Professor Vardeny is an experimental physicist interested in transient and steady state optical, electronic and spintronic properties of organic semiconductors in the time domain from femtoseconds to minutes. In his laboratory Prof. Vardeny synthesizes a variety of semiconducting polymers and grows various single crystals from pi-conjugated oligomers and molecules. Using a variety of pulsed laser excitations he studies the transient response of photoexcitations in doped and undoped semiconducting polymer films, molecular organic crystals, fullerenes, single walled nanotubes and dielectric and metallic photonic crystals. The transient response also includes laser action in the form of amplified spontaneous emission, random lasers, and lasing in fabricated microcavities, including microring, microdisk, opal photonic crystals and asymmetric cavities that support chaotic ray behavior. The transient dynamic investigations are complemented using steady state optical measurements such as absorption, emission and photomodulation spectroscopies, as well as optical detected magnetic resonance, photoconductivity and Raman scattering spectroscopies. In addition, the charge and spin injection from external electrodes into organic semiconductors is also investigated using a variety of metallic, ferromagnetic, and half metallic electrodes. Also being studied are the nonlinear optical spectra of these materials using the technique of four-wave-mixing, Z-scan and two-photon-absorption. The optical studies also include a variety of organic photonic crystals made out of polymers and oligomers infiltrated into synthetic opals, as well as 2D and 3D metallic photonic crystals.
On a more applicative note, solid-state devices made out of the organic semiconductors, such as field-effect-transistors, organic light emitting diodes, organic photovoltaic cells, and spin-valve devices are engineered, fabricated and tested in the laboratory.
“Two-Dimensional Electronic Excitations in Self-Assembled Conjugated Polymer Nanocrystals” (with R. Österbacka, C. P. An, and X. M. Jiang), Science 287, 839 (2000).
“Formation Cross-Sections of Singlet and Triplet Excitons in Pi-Conjugated Polymers” (with M. Wohlgenannt et al.), Nature 409, 494 (2001).
“A Boost for Fiber Optics”, Z. V. Vardeny, Nature 416, 489 (2002).
“Ultrafast Dynamics of Excitons and Solitons in Disubstituted Polyacetylene” (with O. J. Korovyanko, I. I. Gontia, T. Masuda, and K. Yoshino), Phys. Rev. B 67, 035114 (2003).
“Conjugation-Length Dependence of Spin-Dependent Polaron Recombination in pi-Conjugated Materials” (with M. Wohlgenannt, X. M. Jiang, and R. A. J. Janssen), Phys. Rev. Lett. 88, 197401 (2002).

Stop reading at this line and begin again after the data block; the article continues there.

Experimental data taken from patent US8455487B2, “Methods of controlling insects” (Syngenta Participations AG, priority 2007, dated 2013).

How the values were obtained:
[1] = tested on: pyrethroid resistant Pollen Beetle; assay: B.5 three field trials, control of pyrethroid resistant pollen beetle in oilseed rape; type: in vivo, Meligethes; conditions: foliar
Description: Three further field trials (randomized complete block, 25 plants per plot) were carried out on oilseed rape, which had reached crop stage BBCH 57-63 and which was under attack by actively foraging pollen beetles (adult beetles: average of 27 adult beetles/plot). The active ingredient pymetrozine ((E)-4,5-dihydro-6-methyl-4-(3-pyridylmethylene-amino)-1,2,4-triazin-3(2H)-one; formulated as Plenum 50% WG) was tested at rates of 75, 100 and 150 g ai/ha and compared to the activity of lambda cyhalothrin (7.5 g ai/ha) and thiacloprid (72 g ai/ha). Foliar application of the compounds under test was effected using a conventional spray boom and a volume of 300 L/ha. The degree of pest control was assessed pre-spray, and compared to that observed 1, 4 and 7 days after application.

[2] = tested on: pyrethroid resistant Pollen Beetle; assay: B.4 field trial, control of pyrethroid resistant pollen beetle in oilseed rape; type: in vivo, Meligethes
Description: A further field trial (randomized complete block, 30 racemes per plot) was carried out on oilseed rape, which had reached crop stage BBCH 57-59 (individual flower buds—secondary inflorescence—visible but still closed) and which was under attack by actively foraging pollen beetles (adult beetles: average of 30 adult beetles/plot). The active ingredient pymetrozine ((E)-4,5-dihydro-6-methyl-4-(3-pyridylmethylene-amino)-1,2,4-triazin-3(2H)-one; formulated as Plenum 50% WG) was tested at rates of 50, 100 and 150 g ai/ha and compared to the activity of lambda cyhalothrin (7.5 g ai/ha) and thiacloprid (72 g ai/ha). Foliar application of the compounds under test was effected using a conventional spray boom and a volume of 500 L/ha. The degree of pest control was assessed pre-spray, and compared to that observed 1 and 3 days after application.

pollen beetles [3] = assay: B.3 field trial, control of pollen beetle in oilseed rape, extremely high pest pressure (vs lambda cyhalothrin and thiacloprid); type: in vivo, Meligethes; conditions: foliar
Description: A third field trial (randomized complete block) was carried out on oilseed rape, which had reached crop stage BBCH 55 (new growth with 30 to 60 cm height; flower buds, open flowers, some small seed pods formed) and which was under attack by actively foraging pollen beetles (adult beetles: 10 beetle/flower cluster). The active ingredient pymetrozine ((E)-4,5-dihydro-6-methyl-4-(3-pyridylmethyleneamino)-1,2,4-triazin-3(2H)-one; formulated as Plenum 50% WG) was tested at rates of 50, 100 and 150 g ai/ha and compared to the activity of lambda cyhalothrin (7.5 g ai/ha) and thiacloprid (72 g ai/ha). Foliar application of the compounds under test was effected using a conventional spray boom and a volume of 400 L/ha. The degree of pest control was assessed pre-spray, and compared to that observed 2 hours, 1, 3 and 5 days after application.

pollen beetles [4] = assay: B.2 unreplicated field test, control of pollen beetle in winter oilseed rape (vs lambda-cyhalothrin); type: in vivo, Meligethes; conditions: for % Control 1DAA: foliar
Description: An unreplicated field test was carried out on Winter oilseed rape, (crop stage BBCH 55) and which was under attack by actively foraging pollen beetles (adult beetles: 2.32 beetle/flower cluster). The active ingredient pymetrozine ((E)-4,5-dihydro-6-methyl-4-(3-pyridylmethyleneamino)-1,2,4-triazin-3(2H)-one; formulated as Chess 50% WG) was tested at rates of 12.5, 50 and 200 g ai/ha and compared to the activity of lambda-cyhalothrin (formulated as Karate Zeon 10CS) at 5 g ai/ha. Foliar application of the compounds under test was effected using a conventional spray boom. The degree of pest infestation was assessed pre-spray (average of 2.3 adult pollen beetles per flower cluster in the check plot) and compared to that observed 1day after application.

“Photoinduced Quantum Interference Antiresonances in Pi-Conjugated Polymers” (with R. Österbacka, X. M. Jiang, C. P. An, and B. Horovitz), Phys. Rev. Lett. 88, 226401 (2002).
“Universal Properties of Random Lasers” (with R. C. Polson, and M. E. Raikh), IEEE Quantum Electronics 9, 120 (2003).
“Linear and Nonlinear Photoexcitation Dynamics in p-Conjugated Polymers” (with O. Epshtein, Y. Eichen, E. Ehrenfreund, and M. Wohlgenannt), Phys. Rev. Lett. 90, 046804 (2003).
Vladimir Burtman email: burtman at physics dot utah dot edu
Research Areas: Experimental organic condensed matter physics, nanometer-scale physics, molecular electronics, transoprt in low-dimensional structures. Current Research:
V. Burtman, A. Zelichenok and S. Yitzchaik, " Organic Quantum-Confined Structures via Molecular Layer Epitaxy" Angewandte Chemie International Edition, (1999), 38, 2041-2045;
- Organic Solid State, Nano-technologies, Optoelectronic
- Transport in disordered media. Charge Transport and Energy Transfer in organic devices, Redox reactions in transport mechanism (polaron transport).
- 1D and 2D structures by Self-assembling and Epitaxial growth. Interface phenomena. Molecular bandgap engineering. Hybrid Integration of Molecular Electronic.
- Molecular wires and macromolecules as conductive media. Transport of charge, spin and phonons through molecular wires.
- Molecular Photovoltaic and artificial photosynthesis
- Magnetism in Organics, Spintronics, organic SAM spin-based devices, Spin injection and transport, Ferromagnet-organic semiconductor hybrid structures
- Molecular FET like switching. Self-assembly avenue to molecular FET devices
K. I. Pokhodnya, V. Burtman, A. J. Epstein, J. W. Raebiger, J. S. Miller Control of Coercivity in Organic-based Solid Solution VxCo1-x[TCNE]2*zCH2Cl2 Room Temperature Magnets, Adv. Mater. 15, 1211-1214 (2003).
A. Pakolev, D. Zaslavsky and V. Burtman "From Electron Transfers to Electric Currents: Light-induced in-plane Currents in Monomolecular Films" cond-mat/0404240. April 2004.
Tatsunosuke Matsui email: matsui at physics dot utah dot edu
Research projects: metallic photonic crystal (MPC)
"Fabrication of Flexible Distributed Feedback Laser Using Photoinduced Surface Relief Grating on Azo-Polymer Film as a Template", T. Matsui, M. Ozaki, K. Yoshino and F. Kajzar: Jpn. J. Appl. Phys., 41 (2002) L1386-L1388.
- modification of blackbody radiation utilizing 3D metallic opal PC for efficient lamp. references: "Modification of Planck blackbody radiation by photonic band-gap structures", C. M. Cornelius et.al. PRA 59 (1999) 4736. "Enhancement and suppression of thermal emission by a three-dimensional photonic crystal", S.-Y. Lin et.al. PRB rapid comm. 62 (2000) R2243. "Experimantal observation of photonic-crystal emission near a photonic band edge", S.-Y. Lin et.al. APL 83 (2003) 593.
- ultra-fast (femto-sec) spectroscopy of surface plasmon in 2D MPC. references: "Surface plasmons on smooth and rough surfaces and on gratings", H. Raether (Springer, Berlin, 1988). "Surface plasmon subwavelength optics", W. L. Barnes et.al. Nature 424 (2003) 824.